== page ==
Counterfeit mobile devices, made mainly in China but also in India and elsewhere, have begun to challenge law enforcers in Asia, the Middle East and Europe, and to a limited extent on the US West Coast. These devices pose an investigative challenge because they are structured differently from legitimate branded mobile devices. This makes them communicate differently (or not at all) with most commercial mobile forensics tools. Look for tools that can automatically recognize the “pin-out” connector to perform file system and/or physical extraction and decoding.
Some mobile devices back up or upload data to cloud services to save memory, meaning that some emails, images and other data are stored online—not necessarily on the device. In other words, many devices archive emails older than a certain point in time (say, one month) in the cloud.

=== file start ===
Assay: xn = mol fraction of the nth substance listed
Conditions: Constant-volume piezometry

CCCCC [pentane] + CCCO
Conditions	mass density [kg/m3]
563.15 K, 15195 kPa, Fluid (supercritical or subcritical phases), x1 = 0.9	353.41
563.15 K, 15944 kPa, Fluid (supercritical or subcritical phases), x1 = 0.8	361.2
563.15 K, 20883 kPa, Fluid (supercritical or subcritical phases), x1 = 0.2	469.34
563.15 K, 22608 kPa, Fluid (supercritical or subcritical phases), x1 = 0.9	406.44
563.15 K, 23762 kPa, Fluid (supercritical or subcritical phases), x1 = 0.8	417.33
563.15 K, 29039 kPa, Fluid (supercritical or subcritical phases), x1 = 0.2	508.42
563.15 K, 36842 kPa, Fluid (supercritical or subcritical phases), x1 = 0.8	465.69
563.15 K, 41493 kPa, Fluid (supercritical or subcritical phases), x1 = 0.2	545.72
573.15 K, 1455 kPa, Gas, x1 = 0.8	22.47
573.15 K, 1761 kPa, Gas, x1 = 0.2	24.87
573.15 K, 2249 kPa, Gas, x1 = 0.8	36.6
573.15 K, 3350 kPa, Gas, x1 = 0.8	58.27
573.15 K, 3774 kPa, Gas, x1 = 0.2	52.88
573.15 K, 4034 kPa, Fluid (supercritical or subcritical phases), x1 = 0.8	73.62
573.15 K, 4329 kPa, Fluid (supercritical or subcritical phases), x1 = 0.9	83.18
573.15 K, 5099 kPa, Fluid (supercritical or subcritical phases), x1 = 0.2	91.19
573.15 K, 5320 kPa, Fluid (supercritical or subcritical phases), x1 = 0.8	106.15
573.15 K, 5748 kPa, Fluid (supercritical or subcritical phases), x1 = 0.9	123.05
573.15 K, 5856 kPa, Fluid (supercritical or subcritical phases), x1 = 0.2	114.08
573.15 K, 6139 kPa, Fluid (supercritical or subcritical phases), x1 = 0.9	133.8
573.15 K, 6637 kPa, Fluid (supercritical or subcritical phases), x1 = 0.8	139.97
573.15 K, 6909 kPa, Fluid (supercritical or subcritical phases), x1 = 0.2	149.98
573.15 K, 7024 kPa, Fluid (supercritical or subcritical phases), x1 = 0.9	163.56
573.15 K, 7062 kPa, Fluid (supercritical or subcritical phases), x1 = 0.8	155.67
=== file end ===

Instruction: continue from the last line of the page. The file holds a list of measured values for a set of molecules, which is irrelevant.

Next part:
This is different from the call detail records (and, occasionally, other limited data like contacts and text messages) which carriers store. Cloud storage backs up file system data from operating system: iPhone data to Apple’s iCloud, Android data to Google, BlackBerry to the BlackBerry Enterprise Server. In addition, some third-party apps—think Dropbox, Lookout, Evernote and others—enable cloud storage of files, notes, and images.
Data stored on the phone can help to support the paper you serve on carriers and cloud services, and corroborative data on both phone and cloud can strengthen your case—just as it can when data is backed up to PC, available to computer forensics. However, the reverse is the need to serve paper if you think data may be on the cloud instead of on the device.
Mobile device investigation is challenging and, at times, frustrating, but continues to become more and more necessary as general usage climbs. Understand the challenges, and you won’t be caught unawares during that high-profile case or emergency situation.